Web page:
This time we met in UTA’s cafeteria and had coffee and chocolate there 😀
We talked about Argentinian back ground:
Italian and Spanish food (because of immigrants from Italy, Spain and France and Germany to some extent)
changes in the original Spanish language to the “Argentinian” one in the 18th century
Pinche = Mexican, different meaning in different countries in Latin America
Dustin Luke’s Youtube Videos are very relevant. Argentinian accent is very hard to adopt especially for americans but he managed it. He speaks with the accent from Buenos Aires.
Then we had our first REAL french lesson.
I taught Emilce how to say Hello and Bye in french, both formal and informal ways. Before teaching her more french, we went through prononciation since from my point of view it is very challenging for a non-french-speaker to understand and get understood by others if no idea on how to pronounce words.So we saw:
AI, É, È, Ë, Ê = slightly different Finnish E sound
E, EU = pronounced same way as Finnish Ö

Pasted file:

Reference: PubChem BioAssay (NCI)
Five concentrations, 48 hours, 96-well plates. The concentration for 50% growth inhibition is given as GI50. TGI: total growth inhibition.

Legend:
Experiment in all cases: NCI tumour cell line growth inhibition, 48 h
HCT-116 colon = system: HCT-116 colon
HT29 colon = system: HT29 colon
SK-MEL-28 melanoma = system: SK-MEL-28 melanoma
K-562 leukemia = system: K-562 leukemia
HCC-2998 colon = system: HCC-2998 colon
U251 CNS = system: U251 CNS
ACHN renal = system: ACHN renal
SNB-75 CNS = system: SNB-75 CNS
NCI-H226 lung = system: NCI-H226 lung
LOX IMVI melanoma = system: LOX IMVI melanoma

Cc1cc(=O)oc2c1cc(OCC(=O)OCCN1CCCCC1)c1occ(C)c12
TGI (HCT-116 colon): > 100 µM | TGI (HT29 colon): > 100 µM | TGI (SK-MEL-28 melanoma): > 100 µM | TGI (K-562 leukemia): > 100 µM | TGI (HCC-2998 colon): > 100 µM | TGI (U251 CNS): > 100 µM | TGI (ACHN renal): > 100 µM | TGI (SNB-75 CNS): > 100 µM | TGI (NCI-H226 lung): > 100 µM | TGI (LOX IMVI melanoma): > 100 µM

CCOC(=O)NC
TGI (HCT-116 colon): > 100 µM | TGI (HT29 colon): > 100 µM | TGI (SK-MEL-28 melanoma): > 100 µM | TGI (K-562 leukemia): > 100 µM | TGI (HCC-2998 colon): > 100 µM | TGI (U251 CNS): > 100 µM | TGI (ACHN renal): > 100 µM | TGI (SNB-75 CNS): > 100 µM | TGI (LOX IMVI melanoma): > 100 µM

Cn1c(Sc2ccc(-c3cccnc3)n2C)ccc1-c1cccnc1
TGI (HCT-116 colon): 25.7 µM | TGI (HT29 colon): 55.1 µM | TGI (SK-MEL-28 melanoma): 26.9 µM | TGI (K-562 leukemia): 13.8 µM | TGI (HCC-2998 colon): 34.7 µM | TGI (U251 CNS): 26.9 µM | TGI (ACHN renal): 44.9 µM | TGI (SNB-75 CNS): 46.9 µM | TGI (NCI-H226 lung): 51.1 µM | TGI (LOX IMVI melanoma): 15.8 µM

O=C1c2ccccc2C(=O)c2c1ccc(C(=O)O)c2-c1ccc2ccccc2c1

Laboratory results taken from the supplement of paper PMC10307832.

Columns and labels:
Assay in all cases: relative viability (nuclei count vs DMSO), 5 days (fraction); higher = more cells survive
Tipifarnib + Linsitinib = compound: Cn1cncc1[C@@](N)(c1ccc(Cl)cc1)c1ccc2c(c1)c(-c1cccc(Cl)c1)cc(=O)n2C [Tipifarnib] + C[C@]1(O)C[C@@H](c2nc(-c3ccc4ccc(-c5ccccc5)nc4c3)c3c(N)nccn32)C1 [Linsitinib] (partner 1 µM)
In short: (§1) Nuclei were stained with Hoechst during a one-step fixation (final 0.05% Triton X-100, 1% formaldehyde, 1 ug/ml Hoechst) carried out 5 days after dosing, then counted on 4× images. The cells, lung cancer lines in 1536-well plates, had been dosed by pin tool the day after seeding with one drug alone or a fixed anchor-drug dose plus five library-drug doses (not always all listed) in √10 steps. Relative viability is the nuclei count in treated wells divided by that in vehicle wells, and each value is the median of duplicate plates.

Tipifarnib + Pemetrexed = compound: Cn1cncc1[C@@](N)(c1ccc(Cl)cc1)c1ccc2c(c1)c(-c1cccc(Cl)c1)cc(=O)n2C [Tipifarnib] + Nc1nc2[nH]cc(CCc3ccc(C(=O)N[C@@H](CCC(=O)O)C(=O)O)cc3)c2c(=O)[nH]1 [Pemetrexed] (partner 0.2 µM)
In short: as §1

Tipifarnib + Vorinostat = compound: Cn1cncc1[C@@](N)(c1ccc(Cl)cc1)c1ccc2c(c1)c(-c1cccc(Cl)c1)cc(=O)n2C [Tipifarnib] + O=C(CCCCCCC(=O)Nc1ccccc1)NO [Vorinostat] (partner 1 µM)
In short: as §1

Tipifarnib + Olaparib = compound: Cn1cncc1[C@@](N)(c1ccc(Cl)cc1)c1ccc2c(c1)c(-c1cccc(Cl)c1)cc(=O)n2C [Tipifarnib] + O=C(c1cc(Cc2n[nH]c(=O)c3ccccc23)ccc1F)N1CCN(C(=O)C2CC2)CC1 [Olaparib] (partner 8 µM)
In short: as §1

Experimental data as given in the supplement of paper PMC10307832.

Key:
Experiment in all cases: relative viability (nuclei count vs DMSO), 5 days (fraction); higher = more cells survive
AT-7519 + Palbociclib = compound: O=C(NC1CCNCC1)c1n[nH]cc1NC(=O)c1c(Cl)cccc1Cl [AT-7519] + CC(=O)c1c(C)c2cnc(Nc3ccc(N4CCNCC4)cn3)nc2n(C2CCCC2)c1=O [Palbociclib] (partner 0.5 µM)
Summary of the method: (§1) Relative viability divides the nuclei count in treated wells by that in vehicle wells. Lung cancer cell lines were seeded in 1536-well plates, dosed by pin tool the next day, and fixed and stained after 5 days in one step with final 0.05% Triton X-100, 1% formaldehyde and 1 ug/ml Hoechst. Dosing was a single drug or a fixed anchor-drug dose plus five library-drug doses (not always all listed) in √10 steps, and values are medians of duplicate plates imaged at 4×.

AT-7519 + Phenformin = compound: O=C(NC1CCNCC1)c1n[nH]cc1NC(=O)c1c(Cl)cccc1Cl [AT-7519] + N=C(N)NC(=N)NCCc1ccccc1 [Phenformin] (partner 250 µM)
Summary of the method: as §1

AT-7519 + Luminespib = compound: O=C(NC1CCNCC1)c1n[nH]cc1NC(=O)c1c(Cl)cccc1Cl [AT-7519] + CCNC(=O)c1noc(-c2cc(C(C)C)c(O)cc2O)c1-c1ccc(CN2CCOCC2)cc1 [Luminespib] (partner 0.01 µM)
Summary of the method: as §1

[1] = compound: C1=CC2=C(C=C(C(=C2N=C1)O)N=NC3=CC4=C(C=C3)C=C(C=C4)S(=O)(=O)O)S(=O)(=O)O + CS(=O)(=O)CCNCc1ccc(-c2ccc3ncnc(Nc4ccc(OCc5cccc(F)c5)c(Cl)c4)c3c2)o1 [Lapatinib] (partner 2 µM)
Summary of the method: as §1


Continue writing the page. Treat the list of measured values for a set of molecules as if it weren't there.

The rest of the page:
AN – EN = similar sound not existing in Finnish language but kind of “Awww” sound
ge, gi, gy = g as j sound
ga, go, gu = hard g sound
After seeing all this we went through some basic french sentences such as “What time is it?” “How much does this cost?” “Where is….?” “Where are…?”
During our second meeting, right before the Fall Break, Emilce and I had morning coffee at my place.
We spent most of the time watching videos on the internet about Argentinian accent, music and culture and French culture.
Argentinian accent is actually pretty funny and I really have issues to understand it. It is very different from the accent I learnt and heard. Also many words are said in different ways in Argentina.
We decided to make out of that issue our next meetings topic.
So I am finally here to post my first article about my first meeting with Emilce, which actually was already sometime ago but I didn’t find time to write this before.
So during our first meeting we mainly talked about both Argentinian and French culture.
And moreover about necessity to speak Argentinian Spanish in Argentina and speak French in France (I think it is well known enough that French people usually are very bad in English).
We met at school and decided to have lunch together with Emilce.
We also learned to discover each other better, since it is a very important point when working together with somebody. Also about teaching and learning methods.
I got to know Emilce and her life in Argentina but also in Finland, better.
Here Emilce with her half Finnish, half Argentinian son.